What Does it Say?

I am sure the sportswriters all across the globe all have similar topics regarding the state of Italian football. What does it say, when three of the top Italian teams, in Inter, Juve and Roma all go down in defeat over the course of two days in UEFA Champions League play? Does this mean English football is that much superior to the game the Italians play?

I watch plenty of footie from the UK and Man U, Chelsea and Arsenal are much like their Italian counterparts in terms of quality of football on the pitch and their positions in the table every year. Of the three Italy v England matches, two of them were scoreless draws in the first leg. Only Arsenal managed a lone gone, courtesy of a penalty kick, after dominating Roma for much of the match. Arguments can be made for the other matches, as Mourinho defends his team’s play against the Reds, while Juve came close numerous times versus Chelsea, but came up short in the end.

Of the three Italian team, Inter’s exit is probably the most shocking, come up short in a 2-0 loss to SAF and the Red Devils. Seems only fitting though, that in his years at Chelsea he was at the top of his game, only to lose another match to Man U. This was the real title that Jose was after, not the scudetto in Serie A. Mourinho last won the CL in 2004 with Porto and exited in the semifinals twice while at Chelsea, so while his track record is proven, his team just did not have enough to finish off SAF’s Red Devils.

The Roma match was a roller coaster of emotions, being down 1-0 AGG heading back to the Olimpico for the second leg. After a dominating performance by the Gunners, it was talked about pregame to be much of the same. Yet Roma is always resilient and a tougher team to play in Rome and they proved it yesterday. It only took 9 minutes when Juan found the back the net, after a pass came through the box and was slotted past Almunia.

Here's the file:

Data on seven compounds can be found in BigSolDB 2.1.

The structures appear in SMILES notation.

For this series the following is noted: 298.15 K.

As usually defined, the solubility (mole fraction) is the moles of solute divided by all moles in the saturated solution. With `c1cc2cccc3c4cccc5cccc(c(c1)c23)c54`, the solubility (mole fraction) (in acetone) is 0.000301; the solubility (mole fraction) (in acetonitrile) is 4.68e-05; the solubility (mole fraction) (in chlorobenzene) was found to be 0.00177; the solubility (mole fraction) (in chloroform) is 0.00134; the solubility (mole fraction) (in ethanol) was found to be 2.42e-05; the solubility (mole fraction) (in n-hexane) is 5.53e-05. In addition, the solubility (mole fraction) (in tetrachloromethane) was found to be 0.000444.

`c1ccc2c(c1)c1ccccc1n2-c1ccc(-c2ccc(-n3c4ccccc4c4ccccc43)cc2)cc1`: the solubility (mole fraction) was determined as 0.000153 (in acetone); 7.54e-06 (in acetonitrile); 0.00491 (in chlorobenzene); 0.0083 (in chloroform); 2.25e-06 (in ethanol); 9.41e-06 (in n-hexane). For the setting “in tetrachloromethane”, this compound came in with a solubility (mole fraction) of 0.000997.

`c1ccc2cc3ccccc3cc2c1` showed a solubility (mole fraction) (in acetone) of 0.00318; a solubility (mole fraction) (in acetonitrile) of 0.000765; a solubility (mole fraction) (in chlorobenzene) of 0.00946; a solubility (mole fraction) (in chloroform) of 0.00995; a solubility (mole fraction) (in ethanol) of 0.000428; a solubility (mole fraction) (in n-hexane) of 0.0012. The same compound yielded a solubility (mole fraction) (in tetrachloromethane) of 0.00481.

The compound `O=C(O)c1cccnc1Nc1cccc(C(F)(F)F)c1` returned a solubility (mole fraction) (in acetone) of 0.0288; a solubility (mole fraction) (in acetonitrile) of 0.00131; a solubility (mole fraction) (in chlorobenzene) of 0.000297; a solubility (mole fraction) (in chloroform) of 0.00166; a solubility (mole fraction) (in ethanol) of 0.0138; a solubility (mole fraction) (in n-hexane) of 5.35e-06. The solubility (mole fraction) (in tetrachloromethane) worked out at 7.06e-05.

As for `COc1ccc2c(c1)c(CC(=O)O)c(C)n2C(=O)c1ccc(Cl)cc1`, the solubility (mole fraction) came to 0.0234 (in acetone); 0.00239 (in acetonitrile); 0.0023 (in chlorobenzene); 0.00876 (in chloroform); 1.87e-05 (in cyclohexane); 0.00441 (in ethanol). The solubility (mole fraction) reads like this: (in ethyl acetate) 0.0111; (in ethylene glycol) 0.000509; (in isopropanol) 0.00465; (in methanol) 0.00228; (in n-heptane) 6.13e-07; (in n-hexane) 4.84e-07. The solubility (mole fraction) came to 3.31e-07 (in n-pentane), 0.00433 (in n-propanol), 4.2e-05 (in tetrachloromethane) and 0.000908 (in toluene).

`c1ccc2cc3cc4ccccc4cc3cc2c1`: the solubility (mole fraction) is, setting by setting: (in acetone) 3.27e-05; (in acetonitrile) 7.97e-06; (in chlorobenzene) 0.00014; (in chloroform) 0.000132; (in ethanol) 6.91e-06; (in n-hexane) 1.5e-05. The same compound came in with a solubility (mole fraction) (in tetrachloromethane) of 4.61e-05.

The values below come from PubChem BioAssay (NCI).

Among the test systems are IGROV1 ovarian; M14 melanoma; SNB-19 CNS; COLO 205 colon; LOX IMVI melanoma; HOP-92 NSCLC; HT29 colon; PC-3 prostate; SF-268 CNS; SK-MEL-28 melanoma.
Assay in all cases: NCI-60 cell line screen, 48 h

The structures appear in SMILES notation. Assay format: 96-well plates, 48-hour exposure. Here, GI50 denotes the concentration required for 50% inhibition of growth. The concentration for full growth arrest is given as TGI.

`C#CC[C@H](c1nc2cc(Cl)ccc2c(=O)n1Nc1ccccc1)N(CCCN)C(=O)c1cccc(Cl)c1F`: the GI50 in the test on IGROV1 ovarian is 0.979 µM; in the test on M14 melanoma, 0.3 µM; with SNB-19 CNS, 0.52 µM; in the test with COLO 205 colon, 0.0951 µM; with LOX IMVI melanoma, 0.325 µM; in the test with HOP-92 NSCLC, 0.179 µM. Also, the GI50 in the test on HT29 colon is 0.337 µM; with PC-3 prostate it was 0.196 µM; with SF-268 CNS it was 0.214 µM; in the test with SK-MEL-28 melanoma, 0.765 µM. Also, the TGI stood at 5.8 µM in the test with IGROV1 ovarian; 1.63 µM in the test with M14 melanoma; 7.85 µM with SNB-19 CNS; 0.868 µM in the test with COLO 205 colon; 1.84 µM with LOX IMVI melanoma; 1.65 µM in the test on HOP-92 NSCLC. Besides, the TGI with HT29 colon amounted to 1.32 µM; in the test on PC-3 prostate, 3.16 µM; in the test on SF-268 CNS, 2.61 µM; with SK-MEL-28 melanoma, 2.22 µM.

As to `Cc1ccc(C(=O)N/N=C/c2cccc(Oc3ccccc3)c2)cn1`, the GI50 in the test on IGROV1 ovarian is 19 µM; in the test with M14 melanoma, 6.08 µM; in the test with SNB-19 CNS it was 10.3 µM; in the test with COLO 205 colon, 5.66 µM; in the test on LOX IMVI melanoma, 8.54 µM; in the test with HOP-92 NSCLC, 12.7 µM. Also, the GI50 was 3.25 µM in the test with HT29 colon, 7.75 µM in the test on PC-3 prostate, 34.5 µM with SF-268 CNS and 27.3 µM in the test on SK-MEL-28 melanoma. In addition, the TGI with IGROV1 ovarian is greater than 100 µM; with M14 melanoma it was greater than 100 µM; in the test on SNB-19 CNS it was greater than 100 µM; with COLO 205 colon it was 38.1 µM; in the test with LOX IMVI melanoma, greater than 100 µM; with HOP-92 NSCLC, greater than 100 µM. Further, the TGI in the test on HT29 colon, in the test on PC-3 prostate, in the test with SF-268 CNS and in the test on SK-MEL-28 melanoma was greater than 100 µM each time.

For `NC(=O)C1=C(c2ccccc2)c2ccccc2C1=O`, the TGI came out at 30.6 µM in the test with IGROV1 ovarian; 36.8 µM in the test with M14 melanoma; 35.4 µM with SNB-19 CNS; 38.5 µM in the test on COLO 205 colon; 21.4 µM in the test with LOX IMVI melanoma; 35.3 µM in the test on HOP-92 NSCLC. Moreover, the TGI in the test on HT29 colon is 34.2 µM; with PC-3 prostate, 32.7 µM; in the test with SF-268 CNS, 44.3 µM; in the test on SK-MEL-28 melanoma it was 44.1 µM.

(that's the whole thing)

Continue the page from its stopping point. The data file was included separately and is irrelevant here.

This was a big goal goal for Roma and their fans, as it allowed them to draw even on aggregate goals. Roma proved to be the stronger side much of the match and produce quality chances in front of Almunia, but could never finish. As with most matches, there was a controversial no-call by the Spanish referee on Matto, as he appeared to have his jersey pulled from behind by Clichy, causing him to go to the ground. Yet nothing was rewarded and game play continues.

Baptista had a horrible showing much of the match. He came on late in first period as Juan exited due to injury and seemed to be a step behind and a pass off. He did have a chance to seal a victory for Roma on a beautiful cross which was flicked on my Totti, but Baptista tried for the one-timer and it was for not.

Arsenal showed some prowess late in the second half and much of two, 15 minute overtime periods, but the score remained 1-1 as the match went to spot kicks. Dona was riding high after he saved the first attempt, as Roma converted. Unfortunately, Roma’s season would come crashing down after 7 penalty kicks when Max Tonetto stepped up and put the ball over the crossbar. While I don’t lay the blame on him, I do put some of the responsibility on the shoulders of Mirko Vucinic, who half assed an attempt right at Almunia, evening up the PKs after the second round.

So where does that leave Italy football? Sure, Inter will go on with win their third scudetto in Serie A, while Juve and Roma will both finish in the top five and be back in the Champions League next year. What does this say about the World Cup, upcoming in 2010? I don’t believe England has a better squad than Italy and now with many players imported to play in countries like England and Italy it’s more difficult to judge the on field talent when its brought together. The 2008 Italy squad was unique, in that all the players played in country. Not the case any longer. I do think Italian football will need to look within, in order to have better showing next year. Here is to Man U winning the Champions League, as well as the Premiership, the FA and the League Cup, which they have already completed.